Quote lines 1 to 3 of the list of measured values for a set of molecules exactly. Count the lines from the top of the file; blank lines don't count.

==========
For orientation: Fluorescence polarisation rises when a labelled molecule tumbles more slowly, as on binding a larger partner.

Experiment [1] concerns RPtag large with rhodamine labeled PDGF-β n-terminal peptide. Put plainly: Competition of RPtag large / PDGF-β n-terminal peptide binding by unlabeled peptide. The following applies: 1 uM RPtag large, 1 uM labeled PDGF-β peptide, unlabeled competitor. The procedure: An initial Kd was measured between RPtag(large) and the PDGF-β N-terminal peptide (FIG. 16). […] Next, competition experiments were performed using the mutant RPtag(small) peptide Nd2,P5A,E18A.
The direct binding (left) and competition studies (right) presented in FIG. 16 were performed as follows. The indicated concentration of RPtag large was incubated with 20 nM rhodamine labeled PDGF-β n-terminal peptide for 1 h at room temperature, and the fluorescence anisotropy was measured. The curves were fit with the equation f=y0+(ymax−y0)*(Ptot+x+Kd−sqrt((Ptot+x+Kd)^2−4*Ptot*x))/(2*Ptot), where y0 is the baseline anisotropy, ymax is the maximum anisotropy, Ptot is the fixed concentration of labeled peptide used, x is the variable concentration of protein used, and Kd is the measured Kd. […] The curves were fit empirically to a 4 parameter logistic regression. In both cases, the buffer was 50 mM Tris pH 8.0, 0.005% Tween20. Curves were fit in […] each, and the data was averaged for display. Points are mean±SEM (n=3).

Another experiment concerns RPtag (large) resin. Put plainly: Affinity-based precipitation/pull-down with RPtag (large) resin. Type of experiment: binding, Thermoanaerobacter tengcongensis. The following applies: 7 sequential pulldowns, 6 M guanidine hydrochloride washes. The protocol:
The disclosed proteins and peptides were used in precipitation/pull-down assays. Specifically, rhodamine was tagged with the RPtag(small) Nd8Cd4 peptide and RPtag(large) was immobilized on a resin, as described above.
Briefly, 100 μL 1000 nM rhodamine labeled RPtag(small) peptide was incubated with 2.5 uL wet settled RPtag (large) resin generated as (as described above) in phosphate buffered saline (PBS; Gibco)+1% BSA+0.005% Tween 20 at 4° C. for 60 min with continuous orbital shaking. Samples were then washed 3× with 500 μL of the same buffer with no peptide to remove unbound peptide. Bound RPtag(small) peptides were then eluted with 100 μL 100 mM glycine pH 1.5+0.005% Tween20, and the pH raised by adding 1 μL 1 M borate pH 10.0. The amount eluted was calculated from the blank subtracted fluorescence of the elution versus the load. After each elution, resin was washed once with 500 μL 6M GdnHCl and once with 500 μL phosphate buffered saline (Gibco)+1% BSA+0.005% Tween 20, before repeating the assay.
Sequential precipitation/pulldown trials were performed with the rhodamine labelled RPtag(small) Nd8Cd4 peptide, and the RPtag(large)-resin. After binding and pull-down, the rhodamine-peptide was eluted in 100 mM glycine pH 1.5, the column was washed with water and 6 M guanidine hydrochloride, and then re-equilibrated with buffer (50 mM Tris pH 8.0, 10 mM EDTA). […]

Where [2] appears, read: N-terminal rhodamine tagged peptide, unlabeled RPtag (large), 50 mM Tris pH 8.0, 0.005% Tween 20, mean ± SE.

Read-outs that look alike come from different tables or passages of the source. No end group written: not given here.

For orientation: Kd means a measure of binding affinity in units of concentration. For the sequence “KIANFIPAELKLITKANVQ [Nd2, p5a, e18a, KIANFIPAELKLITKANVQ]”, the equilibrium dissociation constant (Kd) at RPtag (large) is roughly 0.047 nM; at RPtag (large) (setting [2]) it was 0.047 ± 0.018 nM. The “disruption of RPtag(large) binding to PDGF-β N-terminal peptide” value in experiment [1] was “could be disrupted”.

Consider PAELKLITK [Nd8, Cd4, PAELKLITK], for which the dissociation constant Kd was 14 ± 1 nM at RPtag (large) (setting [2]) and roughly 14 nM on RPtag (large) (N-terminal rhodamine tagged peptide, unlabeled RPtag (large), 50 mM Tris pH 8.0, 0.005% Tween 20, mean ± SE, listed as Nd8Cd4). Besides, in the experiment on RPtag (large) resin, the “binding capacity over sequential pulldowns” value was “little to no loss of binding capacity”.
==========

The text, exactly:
For orientation: Fluorescence polarisation rises when a labelled molecule tumbles more slowly, as on binding a larger partner.

Experiment [1] concerns RPtag large with rhodamine labeled PDGF-β n-terminal peptide. Put plainly: Competition of RPtag large / PDGF-β n-terminal peptide binding by unlabeled peptide. The following applies: 1 uM RPtag large, 1 uM labeled PDGF-β peptide, unlabeled competitor. The procedure: An initial Kd was measured between RPtag(large) and the PDGF-β N-terminal peptide (FIG. 16). […] Next, competition experiments were performed using the mutant RPtag(small) peptide Nd2,P5A,E18A.
The direct binding (left) and competition studies (right) presented in FIG. 16 were performed as follows. The indicated concentration of RPtag large was incubated with 20 nM rhodamine labeled PDGF-β n-terminal peptide for 1 h at room temperature, and the fluorescence anisotropy was measured. The curves were fit with the equation f=y0+(ymax−y0)*(Ptot+x+Kd−sqrt((Ptot+x+Kd)^2−4*Ptot*x))/(2*Ptot), where y0 is the baseline anisotropy, ymax is the maximum anisotropy, Ptot is the fixed concentration of labeled peptide used, x is the variable concentration of protein used, and Kd is the measured Kd. […] The curves were fit empirically to a 4 parameter logistic regression. In both cases, the buffer was 50 mM Tris pH 8.0, 0.005% Tween20. Curves were fit in […] each, and the data was averaged for display. Points are mean±SEM (n=3).